by Alison Bonaguro
After the year from hell, Blake Shelton gave his fans a little slice of heaven on New Year’s Eve: a brand new song.
It’s called “Minimum Wage.” As is, “Girl, your love can make a man feel rich on minimum wage.” It’s a topic that everyone — even Shelton — can absolutely relate to. One hundred percent. He’s talked before about roofing houses during the summers as a teenager, and doing anything and everything he could to earn his own money to buy his first guitar and eventually, move to Nashville. “My first job changed my life,” he told Cowboys & Indians. “For the first time, I was making my own money. And it was the greatest feeling I’d ever experienced. I was roofing houses, and I did that during two summers when I was still in high school. Man, it was such hard work, but I loved it.”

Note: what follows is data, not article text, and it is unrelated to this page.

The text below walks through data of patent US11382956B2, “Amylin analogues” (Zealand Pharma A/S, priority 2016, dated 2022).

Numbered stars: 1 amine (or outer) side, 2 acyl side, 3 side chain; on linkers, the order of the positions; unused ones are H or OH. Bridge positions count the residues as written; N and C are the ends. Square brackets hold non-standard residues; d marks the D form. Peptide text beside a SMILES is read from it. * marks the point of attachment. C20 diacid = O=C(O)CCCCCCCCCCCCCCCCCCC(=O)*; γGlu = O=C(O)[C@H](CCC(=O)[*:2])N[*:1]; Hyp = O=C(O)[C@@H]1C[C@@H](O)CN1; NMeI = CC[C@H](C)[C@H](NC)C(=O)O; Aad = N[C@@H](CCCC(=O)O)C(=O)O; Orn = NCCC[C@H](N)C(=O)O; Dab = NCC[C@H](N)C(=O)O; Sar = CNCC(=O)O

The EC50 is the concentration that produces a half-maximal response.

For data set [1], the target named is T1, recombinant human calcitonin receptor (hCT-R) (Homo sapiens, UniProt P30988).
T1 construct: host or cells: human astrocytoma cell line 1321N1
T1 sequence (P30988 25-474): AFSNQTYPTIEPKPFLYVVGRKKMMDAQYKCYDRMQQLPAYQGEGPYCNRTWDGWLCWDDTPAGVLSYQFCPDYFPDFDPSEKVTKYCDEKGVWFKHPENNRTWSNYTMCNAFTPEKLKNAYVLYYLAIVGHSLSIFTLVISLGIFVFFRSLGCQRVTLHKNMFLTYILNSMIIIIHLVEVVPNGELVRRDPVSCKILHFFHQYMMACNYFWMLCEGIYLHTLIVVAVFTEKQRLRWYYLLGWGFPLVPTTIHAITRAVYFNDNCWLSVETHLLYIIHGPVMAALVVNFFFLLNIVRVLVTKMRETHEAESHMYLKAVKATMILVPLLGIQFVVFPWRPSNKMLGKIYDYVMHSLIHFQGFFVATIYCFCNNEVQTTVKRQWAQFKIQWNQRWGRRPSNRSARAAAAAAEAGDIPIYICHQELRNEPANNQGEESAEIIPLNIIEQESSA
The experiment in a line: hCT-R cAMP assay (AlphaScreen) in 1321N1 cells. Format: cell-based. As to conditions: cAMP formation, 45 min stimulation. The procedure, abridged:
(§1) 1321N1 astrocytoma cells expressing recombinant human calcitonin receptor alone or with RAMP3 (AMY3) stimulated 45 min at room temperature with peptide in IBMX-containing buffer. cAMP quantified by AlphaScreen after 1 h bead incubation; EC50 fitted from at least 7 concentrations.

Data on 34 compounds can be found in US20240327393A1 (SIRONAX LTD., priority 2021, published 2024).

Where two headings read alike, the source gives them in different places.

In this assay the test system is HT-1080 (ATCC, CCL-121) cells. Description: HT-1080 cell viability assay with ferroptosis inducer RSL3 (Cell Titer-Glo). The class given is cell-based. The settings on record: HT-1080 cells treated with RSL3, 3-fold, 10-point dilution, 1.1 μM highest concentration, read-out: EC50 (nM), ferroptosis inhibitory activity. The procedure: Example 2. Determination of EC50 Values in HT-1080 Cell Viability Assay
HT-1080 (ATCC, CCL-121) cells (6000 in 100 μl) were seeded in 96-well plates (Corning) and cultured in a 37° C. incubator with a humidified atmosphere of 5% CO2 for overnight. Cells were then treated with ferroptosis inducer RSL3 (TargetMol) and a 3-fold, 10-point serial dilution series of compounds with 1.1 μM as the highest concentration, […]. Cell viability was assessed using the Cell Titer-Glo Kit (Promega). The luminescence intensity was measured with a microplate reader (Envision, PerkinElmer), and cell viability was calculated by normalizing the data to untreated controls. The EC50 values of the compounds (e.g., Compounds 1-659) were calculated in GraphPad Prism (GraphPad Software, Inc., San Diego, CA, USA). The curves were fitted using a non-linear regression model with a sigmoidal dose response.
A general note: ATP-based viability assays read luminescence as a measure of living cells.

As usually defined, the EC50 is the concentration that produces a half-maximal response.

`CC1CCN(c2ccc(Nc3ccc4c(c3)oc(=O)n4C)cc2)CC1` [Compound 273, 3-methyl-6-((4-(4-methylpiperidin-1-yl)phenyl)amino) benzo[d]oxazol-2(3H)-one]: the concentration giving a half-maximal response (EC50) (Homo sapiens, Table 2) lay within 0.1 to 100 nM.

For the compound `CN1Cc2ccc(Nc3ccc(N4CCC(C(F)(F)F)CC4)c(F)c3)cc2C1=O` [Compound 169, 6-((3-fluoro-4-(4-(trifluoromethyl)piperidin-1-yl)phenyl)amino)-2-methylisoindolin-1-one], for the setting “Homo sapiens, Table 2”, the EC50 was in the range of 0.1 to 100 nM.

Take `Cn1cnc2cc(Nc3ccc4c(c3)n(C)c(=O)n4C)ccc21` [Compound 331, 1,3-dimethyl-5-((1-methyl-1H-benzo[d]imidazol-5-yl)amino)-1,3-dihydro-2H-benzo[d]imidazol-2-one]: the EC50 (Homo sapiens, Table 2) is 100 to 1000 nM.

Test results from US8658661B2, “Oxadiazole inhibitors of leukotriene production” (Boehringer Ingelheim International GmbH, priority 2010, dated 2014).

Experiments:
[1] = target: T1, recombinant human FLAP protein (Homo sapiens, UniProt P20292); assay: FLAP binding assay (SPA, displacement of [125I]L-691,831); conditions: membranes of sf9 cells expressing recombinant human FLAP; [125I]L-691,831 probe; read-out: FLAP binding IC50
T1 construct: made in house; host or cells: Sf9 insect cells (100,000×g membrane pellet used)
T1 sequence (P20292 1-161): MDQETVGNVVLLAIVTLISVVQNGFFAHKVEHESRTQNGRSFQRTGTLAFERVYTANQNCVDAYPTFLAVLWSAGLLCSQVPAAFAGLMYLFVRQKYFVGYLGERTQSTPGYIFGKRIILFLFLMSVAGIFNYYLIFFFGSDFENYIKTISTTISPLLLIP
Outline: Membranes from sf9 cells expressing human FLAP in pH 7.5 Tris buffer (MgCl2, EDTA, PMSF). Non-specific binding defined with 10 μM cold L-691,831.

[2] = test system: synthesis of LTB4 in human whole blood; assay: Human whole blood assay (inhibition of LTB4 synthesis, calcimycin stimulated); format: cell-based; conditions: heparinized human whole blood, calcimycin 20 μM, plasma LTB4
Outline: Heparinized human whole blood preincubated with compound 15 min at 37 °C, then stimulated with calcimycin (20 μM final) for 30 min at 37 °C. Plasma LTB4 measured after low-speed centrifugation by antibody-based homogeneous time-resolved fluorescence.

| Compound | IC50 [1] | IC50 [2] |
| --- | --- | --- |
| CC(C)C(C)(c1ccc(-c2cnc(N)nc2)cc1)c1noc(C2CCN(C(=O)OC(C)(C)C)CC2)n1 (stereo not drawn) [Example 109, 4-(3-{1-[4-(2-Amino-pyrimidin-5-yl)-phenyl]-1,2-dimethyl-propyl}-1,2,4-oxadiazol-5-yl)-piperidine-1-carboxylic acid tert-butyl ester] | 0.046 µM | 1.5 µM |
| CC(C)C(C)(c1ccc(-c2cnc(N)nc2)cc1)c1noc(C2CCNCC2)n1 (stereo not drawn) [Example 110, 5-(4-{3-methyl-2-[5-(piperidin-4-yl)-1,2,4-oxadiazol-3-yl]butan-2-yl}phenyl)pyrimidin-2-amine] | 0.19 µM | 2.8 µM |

In other words, he’s been there, and that’s why he’s here. Which is why Brooks & Dunn’s Ronnie Dunn is standing his ground over the controversy the song has created. Just because Shelton is wealthy now, Dunn maintains, that doesn’t mean he doesn’t know the feeling of a minimum wage job.
“Now, they want to attack country singers for being successful. I slept on a mattress on the floor in a musician friend’s spare bedroom and played BEER JOINTS / DIVE BARS for years before I ever made a $100,” Dunn wrote on Instagram. “Most country singers pay dues and go through things to become successful that no sane human being would. I grew up poor. My father was a truck driver, avid country music fan and oilfield worker all his life. My mother worked a ’minimum wage’ job as a small town bank teller to help support a family with four kids.”
Dunn encourages everyone to read the lyrics to the new song. “Hell, I wish I’d written it,” he says. Dunn once told me that after all the years of being broke in Nashville, when the money did start to come in, he bought a used, ugly, gray diesel Mercedes-Benz. “Then I was too embarrassed to drive around town in a Mercedes-Benz,” he’d said, “so I sold it.”
Alison makes her living loving country music. She’s based in Chicago, but she’s always leaving her heart in Nashville.